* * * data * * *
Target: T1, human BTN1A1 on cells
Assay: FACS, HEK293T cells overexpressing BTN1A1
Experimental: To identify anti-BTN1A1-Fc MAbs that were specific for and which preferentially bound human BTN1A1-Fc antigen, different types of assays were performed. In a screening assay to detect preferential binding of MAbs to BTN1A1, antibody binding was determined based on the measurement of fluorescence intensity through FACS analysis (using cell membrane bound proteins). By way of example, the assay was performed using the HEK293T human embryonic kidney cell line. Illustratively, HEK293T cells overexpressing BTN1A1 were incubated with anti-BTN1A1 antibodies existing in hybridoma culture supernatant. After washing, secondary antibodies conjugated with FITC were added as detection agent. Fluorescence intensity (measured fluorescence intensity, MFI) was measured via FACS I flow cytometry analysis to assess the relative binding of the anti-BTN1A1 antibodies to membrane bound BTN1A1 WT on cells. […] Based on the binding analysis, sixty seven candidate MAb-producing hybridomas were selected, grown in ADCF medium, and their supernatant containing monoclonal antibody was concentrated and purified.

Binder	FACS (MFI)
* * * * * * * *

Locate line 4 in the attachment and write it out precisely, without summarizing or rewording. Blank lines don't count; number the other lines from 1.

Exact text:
Binder	FACS (MFI)